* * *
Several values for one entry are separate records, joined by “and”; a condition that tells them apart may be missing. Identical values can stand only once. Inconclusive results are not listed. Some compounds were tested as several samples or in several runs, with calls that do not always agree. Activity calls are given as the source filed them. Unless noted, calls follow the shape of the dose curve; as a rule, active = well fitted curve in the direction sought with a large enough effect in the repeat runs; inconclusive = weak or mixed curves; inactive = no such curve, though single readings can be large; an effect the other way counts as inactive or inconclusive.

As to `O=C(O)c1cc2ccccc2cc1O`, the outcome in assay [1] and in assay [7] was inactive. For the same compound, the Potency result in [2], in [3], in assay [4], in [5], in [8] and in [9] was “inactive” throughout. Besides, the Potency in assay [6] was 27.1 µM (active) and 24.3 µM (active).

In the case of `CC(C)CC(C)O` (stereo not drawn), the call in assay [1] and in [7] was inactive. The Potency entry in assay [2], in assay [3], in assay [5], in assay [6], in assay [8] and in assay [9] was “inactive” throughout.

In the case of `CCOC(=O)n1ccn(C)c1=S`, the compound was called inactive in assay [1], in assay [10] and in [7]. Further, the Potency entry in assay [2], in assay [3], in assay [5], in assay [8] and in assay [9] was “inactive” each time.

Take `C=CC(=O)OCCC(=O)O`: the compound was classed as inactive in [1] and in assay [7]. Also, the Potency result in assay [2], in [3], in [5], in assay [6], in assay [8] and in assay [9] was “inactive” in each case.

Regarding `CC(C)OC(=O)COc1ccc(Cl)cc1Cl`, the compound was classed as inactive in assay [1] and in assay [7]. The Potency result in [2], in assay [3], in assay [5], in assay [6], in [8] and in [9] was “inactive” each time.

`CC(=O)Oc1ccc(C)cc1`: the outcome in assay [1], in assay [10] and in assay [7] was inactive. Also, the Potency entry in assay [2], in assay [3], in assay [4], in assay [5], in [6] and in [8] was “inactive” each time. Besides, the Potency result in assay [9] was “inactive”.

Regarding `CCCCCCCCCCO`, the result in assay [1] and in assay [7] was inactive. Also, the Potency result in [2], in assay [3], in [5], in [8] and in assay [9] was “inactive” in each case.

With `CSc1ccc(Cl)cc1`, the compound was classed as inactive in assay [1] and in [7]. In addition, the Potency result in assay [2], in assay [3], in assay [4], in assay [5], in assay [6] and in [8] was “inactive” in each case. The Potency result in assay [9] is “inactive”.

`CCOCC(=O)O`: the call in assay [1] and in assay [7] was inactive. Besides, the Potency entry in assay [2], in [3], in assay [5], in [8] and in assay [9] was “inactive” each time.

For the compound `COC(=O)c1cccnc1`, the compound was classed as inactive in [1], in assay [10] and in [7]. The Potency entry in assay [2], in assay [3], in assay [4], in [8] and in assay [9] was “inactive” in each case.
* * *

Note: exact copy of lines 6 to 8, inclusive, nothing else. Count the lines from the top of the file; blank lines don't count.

Regarding `CC(C)OC(=O)COc1ccc(Cl)cc1Cl`, the compound was classed as inactive in assay [1] and in assay [7]. The Potency result in [2], in assay [3], in assay [5], in assay [6], in [8] and in [9] was “inactive” each time.

`CC(=O)Oc1ccc(C)cc1`: the outcome in assay [1], in assay [10] and in assay [7] was inactive. Also, the Potency entry in assay [2], in assay [3], in assay [4], in assay [5], in [6] and in [8] was “inactive” each time. Besides, the Potency result in assay [9] was “inactive”.

Regarding `CCCCCCCCCCO`, the result in assay [1] and in assay [7] was inactive. Also, the Potency result in [2], in assay [3], in [5], in [8] and in assay [9] was “inactive” in each case.